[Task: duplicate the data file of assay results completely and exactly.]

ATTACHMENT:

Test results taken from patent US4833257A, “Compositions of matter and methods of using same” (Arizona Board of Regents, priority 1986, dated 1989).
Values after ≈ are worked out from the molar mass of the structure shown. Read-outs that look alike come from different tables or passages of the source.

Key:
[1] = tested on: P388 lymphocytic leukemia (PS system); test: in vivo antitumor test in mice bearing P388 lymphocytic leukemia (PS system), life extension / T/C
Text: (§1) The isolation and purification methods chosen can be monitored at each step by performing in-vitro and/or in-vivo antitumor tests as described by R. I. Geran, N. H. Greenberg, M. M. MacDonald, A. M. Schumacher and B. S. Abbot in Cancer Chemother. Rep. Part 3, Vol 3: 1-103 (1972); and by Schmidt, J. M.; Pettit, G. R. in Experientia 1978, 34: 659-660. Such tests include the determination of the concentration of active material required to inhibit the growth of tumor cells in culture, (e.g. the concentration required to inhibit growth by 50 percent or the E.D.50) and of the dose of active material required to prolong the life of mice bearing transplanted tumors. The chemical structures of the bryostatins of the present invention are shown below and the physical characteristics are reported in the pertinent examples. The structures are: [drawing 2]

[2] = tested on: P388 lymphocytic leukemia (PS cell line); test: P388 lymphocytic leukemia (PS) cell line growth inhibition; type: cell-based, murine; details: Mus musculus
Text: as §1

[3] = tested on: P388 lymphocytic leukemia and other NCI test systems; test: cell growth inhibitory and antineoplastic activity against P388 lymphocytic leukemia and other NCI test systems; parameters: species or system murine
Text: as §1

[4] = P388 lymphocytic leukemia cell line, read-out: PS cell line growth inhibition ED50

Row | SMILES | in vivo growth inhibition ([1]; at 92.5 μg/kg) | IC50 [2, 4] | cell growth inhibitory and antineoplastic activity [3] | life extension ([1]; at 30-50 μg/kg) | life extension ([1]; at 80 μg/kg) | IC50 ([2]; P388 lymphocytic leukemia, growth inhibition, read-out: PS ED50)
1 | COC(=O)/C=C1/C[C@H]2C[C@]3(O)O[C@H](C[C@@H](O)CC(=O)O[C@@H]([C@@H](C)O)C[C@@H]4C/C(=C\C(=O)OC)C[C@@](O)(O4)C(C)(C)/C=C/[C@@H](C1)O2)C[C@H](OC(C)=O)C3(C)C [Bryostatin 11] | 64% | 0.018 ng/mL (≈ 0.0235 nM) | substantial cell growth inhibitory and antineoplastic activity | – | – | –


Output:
Test results taken from patent US4833257A, “Compositions of matter and methods of using same” (Arizona Board of Regents, priority 1986, dated 1989).
Values after ≈ are worked out from the molar mass of the structure shown. Read-outs that look alike come from different tables or passages of the source.

Key:
[1] = tested on: P388 lymphocytic leukemia (PS system); test: in vivo antitumor test in mice bearing P388 lymphocytic leukemia (PS system), life extension / T/C
Text: (§1) The isolation and purification methods chosen can be monitored at each step by performing in-vitro and/or in-vivo antitumor tests as described by R. I. Geran, N. H. Greenberg, M. M. MacDonald, A. M. Schumacher and B. S. Abbot in Cancer Chemother. Rep. Part 3, Vol 3: 1-103 (1972); and by Schmidt, J. M.; Pettit, G. R. in Experientia 1978, 34: 659-660. Such tests include the determination of the concentration of active material required to inhibit the growth of tumor cells in culture, (e.g. the concentration required to inhibit growth by 50 percent or the E.D.50) and of the dose of active material required to prolong the life of mice bearing transplanted tumors. The chemical structures of the bryostatins of the present invention are shown below and the physical characteristics are reported in the pertinent examples. The structures are: [drawing 2]

[2] = tested on: P388 lymphocytic leukemia (PS cell line); test: P388 lymphocytic leukemia (PS) cell line growth inhibition; type: cell-based, murine; details: Mus musculus
Text: as §1

[3] = tested on: P388 lymphocytic leukemia and other NCI test systems; test: cell growth inhibitory and antineoplastic activity against P388 lymphocytic leukemia and other NCI test systems; parameters: species or system murine
Text: as §1

[4] = P388 lymphocytic leukemia cell line, read-out: PS cell line growth inhibition ED50

Row | SMILES | in vivo growth inhibition ([1]; at 92.5 μg/kg) | IC50 [2, 4] | cell growth inhibitory and antineoplastic activity [3] | life extension ([1]; at 30-50 μg/kg) | life extension ([1]; at 80 μg/kg) | IC50 ([2]; P388 lymphocytic leukemia, growth inhibition, read-out: PS ED50)
1 | COC(=O)/C=C1/C[C@H]2C[C@]3(O)O[C@H](C[C@@H](O)CC(=O)O[C@@H]([C@@H](C)O)C[C@@H]4C/C(=C\C(=O)OC)C[C@@](O)(O4)C(C)(C)/C=C/[C@@H](C1)O2)C[C@H](OC(C)=O)C3(C)C [Bryostatin 11] | 64% | 0.018 ng/mL (≈ 0.0235 nM) | substantial cell growth inhibitory and antineoplastic activity | – | – | –